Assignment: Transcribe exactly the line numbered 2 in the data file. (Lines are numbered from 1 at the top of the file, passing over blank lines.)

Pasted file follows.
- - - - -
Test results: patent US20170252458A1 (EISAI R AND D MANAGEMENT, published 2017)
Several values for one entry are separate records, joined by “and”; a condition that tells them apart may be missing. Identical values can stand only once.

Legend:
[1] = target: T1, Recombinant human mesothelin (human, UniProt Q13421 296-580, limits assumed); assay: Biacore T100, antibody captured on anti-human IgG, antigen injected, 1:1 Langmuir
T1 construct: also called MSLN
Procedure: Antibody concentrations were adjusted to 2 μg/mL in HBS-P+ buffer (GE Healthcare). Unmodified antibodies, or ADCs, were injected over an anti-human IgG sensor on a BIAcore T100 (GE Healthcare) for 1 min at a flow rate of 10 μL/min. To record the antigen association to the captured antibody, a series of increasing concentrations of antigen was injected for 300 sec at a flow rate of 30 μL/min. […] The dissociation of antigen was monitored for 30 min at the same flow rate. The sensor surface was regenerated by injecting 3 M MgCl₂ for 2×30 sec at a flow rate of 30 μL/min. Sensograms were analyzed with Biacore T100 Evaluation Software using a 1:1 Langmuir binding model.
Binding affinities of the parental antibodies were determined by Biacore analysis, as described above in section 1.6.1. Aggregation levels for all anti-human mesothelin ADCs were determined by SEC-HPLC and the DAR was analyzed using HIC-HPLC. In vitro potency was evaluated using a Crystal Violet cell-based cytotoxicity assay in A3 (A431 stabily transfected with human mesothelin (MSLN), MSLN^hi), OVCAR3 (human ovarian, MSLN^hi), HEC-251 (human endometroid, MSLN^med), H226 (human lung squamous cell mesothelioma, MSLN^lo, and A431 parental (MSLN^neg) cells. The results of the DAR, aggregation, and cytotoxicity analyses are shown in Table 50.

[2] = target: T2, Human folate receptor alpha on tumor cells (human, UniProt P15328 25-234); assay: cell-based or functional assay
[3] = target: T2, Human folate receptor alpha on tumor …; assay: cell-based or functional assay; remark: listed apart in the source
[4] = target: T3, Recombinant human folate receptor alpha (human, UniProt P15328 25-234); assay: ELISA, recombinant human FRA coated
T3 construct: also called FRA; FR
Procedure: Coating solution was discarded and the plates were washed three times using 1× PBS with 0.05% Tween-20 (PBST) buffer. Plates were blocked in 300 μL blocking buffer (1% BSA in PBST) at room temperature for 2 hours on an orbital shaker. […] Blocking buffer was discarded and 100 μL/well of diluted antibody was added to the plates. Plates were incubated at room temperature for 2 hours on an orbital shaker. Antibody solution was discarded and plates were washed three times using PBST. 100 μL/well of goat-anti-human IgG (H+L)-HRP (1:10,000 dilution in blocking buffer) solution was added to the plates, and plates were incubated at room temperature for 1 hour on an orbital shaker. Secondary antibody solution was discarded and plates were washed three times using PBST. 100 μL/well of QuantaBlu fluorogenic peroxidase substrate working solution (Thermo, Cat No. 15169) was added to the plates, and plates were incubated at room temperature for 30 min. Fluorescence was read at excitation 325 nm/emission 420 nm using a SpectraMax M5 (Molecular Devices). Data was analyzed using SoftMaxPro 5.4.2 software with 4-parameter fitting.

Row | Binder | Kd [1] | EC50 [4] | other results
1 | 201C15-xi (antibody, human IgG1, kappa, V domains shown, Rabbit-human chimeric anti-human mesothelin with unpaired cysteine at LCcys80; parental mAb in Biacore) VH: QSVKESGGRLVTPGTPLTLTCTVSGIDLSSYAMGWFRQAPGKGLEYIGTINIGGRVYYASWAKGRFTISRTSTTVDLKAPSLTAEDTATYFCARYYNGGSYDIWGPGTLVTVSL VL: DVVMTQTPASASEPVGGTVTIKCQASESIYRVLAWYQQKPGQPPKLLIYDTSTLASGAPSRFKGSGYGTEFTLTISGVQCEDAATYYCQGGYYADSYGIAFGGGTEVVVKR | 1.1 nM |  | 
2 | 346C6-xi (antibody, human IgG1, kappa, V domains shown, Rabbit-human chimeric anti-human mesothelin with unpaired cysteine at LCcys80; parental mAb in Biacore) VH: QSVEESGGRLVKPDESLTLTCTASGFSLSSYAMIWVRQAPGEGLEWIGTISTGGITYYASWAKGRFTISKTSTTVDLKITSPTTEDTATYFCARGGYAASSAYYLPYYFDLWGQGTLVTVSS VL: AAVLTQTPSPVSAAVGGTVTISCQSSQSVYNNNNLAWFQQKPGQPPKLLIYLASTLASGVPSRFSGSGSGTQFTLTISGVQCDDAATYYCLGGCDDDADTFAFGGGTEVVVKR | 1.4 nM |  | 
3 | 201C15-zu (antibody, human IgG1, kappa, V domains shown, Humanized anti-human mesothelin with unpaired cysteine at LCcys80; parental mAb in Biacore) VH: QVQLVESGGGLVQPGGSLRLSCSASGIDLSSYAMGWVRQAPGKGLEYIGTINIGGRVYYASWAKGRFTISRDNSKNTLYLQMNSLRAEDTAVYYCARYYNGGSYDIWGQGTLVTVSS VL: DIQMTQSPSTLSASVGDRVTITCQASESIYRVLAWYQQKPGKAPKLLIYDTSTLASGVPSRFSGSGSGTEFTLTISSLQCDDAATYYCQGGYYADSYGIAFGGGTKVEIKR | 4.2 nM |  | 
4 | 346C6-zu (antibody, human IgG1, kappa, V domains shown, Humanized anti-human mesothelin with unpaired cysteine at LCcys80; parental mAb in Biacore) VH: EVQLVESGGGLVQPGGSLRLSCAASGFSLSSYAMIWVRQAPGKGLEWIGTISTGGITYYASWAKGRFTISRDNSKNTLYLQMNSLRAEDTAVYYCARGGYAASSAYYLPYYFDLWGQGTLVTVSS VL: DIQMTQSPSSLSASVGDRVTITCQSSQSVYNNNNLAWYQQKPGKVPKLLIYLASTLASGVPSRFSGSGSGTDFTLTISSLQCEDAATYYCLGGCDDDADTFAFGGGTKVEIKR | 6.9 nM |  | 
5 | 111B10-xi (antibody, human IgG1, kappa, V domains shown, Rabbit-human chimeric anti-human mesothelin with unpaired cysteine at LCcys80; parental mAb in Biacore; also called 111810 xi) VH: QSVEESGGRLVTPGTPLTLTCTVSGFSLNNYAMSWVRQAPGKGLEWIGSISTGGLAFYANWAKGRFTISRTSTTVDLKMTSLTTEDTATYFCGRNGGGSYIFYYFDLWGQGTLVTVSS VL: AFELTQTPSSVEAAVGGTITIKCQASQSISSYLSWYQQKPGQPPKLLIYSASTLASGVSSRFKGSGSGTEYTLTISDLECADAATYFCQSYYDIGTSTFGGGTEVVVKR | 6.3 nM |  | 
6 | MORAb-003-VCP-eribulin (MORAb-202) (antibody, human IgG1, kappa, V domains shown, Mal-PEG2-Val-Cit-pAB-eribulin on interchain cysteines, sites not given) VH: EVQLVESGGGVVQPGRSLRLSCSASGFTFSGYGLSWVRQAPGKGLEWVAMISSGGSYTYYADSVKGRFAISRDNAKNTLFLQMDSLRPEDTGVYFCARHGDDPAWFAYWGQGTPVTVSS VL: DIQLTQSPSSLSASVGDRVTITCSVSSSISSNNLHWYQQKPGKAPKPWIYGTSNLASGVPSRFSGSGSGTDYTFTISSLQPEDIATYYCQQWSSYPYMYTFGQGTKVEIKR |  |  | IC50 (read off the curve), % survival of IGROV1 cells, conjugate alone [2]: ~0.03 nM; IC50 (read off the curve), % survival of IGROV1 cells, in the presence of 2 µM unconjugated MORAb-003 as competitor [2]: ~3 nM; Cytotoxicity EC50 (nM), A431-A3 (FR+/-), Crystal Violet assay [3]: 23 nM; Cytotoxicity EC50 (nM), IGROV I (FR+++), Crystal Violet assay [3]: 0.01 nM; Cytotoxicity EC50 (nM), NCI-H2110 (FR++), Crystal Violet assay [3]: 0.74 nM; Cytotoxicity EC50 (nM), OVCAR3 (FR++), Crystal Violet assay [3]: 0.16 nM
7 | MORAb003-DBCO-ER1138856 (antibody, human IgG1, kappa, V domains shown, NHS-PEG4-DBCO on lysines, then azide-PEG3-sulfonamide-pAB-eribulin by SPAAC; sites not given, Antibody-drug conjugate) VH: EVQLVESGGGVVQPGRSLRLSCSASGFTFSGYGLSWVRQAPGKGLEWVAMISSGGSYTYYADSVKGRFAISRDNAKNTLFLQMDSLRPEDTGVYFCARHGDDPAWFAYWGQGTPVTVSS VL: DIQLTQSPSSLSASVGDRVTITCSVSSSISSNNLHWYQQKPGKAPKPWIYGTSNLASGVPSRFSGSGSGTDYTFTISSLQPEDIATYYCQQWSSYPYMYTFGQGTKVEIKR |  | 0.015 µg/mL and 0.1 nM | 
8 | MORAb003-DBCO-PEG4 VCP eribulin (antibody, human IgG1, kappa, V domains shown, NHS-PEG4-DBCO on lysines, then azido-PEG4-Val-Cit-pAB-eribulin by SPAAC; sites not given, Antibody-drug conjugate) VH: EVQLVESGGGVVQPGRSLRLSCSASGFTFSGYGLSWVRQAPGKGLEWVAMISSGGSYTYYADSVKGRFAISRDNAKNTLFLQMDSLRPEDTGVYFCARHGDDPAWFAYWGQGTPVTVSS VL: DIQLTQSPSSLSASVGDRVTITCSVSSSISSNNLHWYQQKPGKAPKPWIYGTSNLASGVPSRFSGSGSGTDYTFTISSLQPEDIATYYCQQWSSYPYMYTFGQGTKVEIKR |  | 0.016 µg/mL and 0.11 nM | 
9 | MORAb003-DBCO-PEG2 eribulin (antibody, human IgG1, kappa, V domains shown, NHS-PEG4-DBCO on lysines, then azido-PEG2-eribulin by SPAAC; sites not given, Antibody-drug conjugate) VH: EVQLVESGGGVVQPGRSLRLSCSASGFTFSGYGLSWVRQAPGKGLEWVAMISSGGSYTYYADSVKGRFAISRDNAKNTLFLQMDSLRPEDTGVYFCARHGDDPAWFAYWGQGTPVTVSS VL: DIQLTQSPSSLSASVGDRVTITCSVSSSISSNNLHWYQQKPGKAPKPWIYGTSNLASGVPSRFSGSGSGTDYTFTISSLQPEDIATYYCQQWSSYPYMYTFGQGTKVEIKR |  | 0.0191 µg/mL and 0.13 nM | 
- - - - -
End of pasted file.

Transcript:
Several values for one entry are separate records, joined by “and”; a condition that tells them apart may be missing. Identical values can stand only once.